3. Actually when the XH line came out Fuji stated the "H" stood for Hybrid and the XT line would remain separate as a camera. At least that was my understanding. Since then I have heard others say the "H" stands for High Quality. In reality the XT-4 came out as an XH hybrid camcorder so now XH and XT are one in the same. What Fuji is going to do with the next XH-2 is anybody's guess since the XT is now an XH. REALLY CONFUSING!!. I'm hoping the XH-2 will actually come out as a camera and NOT a camcorder like it's recent predecessors. If not I will stick with my XT-2 & XT-3.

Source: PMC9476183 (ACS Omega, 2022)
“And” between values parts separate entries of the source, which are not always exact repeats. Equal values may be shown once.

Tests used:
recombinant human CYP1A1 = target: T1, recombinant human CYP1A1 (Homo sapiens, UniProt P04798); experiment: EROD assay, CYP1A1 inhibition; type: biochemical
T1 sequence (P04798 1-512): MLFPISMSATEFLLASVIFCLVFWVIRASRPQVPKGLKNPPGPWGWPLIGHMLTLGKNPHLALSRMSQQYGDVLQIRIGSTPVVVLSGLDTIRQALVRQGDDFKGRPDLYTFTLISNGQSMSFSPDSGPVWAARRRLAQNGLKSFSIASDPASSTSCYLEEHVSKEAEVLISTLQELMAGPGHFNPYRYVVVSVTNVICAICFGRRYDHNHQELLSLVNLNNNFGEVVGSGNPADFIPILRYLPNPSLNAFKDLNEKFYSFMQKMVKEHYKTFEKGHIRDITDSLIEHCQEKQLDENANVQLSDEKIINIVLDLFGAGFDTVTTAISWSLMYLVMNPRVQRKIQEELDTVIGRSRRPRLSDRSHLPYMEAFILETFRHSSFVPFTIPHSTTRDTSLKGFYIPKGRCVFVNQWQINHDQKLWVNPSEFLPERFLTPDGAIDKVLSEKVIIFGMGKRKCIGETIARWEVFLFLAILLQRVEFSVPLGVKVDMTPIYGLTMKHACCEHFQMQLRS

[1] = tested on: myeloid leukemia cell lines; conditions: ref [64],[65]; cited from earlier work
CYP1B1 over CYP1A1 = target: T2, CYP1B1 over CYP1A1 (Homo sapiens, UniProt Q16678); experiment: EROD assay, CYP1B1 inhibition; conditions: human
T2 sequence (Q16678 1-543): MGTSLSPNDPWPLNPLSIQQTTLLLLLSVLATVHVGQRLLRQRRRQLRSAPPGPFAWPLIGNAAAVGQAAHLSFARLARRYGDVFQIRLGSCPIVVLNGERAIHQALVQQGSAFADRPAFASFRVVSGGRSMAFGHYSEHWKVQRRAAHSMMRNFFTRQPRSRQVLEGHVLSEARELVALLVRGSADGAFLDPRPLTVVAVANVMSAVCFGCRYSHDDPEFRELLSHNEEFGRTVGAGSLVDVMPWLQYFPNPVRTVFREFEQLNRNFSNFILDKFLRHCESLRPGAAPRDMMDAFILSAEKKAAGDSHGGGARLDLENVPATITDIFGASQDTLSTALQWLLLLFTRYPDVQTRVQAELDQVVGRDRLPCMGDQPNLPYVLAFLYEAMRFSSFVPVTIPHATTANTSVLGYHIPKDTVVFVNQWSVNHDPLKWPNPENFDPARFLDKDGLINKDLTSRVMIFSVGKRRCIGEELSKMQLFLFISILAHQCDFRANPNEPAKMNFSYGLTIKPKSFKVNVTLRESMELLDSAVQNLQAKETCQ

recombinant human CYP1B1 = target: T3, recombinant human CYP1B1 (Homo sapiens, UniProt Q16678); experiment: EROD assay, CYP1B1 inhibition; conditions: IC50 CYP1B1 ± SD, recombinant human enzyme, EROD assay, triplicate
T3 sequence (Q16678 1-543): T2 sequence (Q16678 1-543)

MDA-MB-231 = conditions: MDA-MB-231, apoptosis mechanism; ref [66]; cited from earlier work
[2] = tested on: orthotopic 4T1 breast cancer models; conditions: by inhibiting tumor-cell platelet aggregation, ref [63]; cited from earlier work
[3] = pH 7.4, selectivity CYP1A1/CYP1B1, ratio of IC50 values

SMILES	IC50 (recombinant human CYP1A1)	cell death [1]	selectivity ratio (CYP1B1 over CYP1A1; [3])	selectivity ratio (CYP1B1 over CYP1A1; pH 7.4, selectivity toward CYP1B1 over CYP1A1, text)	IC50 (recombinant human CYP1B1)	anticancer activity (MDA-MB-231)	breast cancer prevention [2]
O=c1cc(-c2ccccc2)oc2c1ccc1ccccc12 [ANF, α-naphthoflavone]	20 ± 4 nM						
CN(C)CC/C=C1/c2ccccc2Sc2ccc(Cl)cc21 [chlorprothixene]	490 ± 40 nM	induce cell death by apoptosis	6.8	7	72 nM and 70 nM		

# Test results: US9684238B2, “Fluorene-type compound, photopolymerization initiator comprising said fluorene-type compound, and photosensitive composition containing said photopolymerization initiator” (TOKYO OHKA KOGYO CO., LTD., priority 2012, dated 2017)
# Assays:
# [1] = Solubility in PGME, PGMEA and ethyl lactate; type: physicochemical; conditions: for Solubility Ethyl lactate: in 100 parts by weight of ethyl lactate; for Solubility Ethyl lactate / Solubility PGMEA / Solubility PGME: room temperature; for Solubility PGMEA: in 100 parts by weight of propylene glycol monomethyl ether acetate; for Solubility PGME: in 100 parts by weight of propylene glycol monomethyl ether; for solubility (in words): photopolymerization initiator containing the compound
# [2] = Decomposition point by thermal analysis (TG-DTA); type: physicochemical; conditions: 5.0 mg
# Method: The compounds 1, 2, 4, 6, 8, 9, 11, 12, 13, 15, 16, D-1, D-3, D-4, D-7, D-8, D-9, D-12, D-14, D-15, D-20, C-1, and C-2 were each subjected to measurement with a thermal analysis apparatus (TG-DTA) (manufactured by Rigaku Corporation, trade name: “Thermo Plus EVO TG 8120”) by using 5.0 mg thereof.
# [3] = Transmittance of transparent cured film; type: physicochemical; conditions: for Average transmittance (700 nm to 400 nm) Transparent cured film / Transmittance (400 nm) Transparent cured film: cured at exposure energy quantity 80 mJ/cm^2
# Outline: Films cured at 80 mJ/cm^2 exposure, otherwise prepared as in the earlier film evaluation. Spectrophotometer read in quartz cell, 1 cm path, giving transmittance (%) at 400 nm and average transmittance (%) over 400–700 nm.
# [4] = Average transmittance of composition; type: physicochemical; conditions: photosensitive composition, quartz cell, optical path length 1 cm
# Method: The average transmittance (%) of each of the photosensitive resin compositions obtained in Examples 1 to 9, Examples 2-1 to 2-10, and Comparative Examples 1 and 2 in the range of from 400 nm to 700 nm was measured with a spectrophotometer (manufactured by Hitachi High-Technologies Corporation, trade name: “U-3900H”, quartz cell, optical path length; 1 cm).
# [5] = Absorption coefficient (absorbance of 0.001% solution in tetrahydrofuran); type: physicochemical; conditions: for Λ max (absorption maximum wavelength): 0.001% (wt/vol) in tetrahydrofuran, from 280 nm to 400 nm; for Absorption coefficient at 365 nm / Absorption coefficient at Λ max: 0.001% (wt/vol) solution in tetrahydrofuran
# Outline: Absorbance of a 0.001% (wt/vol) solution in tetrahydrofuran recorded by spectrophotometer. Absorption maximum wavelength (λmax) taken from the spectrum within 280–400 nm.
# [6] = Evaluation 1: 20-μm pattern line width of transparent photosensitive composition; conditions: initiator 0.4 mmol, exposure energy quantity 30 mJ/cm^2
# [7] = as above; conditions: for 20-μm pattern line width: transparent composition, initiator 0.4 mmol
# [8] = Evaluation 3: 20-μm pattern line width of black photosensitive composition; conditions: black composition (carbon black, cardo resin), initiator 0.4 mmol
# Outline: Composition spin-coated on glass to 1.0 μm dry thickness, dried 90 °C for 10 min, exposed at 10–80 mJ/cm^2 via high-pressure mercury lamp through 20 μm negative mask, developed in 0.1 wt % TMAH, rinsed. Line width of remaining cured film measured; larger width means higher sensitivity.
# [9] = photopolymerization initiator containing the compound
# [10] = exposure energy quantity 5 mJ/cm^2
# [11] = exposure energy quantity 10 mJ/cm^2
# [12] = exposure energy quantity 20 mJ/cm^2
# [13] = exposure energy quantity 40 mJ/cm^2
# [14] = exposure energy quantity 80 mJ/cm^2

4. I already purchased too many lenses to switch!! I did start to look and find great things in Sony and Olympus. I came EXTREMELY close to purchasing the last sale from Olympus. The problem is they use that ugly flippy thing hanging off the side as well. I absolutely hate that useless camcorder feature. Bottom line it is not just Fuji making nothing but camcorders anymore - it's the industry! I have settled on my XT-2 and XT-3 until such time as the industry starts making cameras again. The only thing the XT-4 is good for is a complete cure for GAS. My bank account is loving it!!